As in the case of several court- and field-based team sports, basketball requires athletes to perform an intermittent high-intensity physical activity stressing the aerobic and the anaerobic system (16). Particularly, high aerobic fitness is an important feature to improve basketball performance (5,8,23), for example, enhancing the ability to recover from the anaerobic efforts during a game (26), to reiterate sprints or high-intensity accelerations with short recovery intervals (17,21), and to prepare players to sustain an appropriate training load volume (24). Consequently, the ability to assess the aerobic fitness in basketball players may play a significant role for both coaches and sport scientists engaged in basketball performance and physiological evaluation (22).
Over the years, as an alternative to the laboratory protocols that are time consuming and require trained staff and expensive equipment, several field tests have been proposed as practical alternatives for the assessment of aerobic fitness in basketball players (22). Particularly, the 20-m multistage shuttle run is widely used by basketball athletes as a field test for determining aerobic fitness(22), having a strong correlation with VO2max (r = 0.92–0.93) (19,20). However, the game demands and required fitness are not directly assessed by the aforementioned test (25) because in basketball, and in other team sports (e.g., soccer), the exercise is intermittent and players must repeatedly perform intense, short sprint exercise. Recently, the Yo-Yo Intermittent Recovery Test Level 1 (Yo-Yo IR1) (2,13) has been assessed for validity in male young basketball players, showing that it may be considered a valid field test to assess aerobic fitness in basketball players (8). This is because it was designated to evaluate the athlete's ability to repeatedly complete short distance, high-intensity running efforts, eliciting maximal aerobic responses while significantly stressing the anaerobic energy system (13). These characteristics are typical of many ball game sports, such as basketball (2,8).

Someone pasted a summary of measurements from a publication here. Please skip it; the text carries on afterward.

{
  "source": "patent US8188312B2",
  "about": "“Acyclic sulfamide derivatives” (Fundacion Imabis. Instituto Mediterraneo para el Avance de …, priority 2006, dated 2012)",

However, despite the wide use of this test (for a full review, see ), there is little information about the potential role of the Yo-Yo IR1 to discriminate the aerobic performance in young basketball players at different skill levels. Furthermore, no study focused the attention on the influence that age-related physical and physiological variables have on the Yo-Yo IR1 performance. Given the increasing attention on young athletes and the emphasis on identifying and developing young talent at an early age (the so-called talent identification and development) (27), an investigation into the differences in the Yo-Yo IR1 performance may lead to useful information to identify if the Yo-Yo IR1 may predispose certain players toward success in basketball. These results could be of practical value to coaches and strength and conditioning professionals for further development of talent selection and profiling procedures in basketball, as already shown in soccer (15).
Therefore, the aim of this study was to evaluate the Yo-Yo IR1 ability to determine intermittent endurance performance differences between elite and subelite young basketball players and a group of nonathletic healthy age-matched male athletes (age groups U-14 to U-17).
Experimental Approach to the Problem
This study is an observational study aimed to assess the ability of the Yo-Yo IR1 to distinguish the specific endurance performance between elite and subelite young basketball players and a group of nonathletic healthy age-matched male athletes (age groups U-14 to U-17). Thus, in a cross-sectional design, 119 male adolescents performed over a period of 5 weeks (once per week) 2 sessions of the Yo-Yo IR1 to get acquainted with the test procedures and, subsequently, 3 sessions to determine the reliability of the test. All the test procedures were standardized according to previous work (2,13). For the experimental conditions, the running surface, altitude, temperature, and humidity were controlled to reduce the potential influences of these variables. Because typical age-related differences were observed in the participants' height and body mass, these variables were considered in the analysis as potential confounders of the results. Thus, we included them as covariates. However, only the participants' body mass reached levels suggesting that potential influence on the Yo-Yo IR1 performance occurred. Consequently, only participants' body mass was taken into consideration to evaluate the Yo-Yo IR1 ability to determine specific endurance performance differences between young basketball players.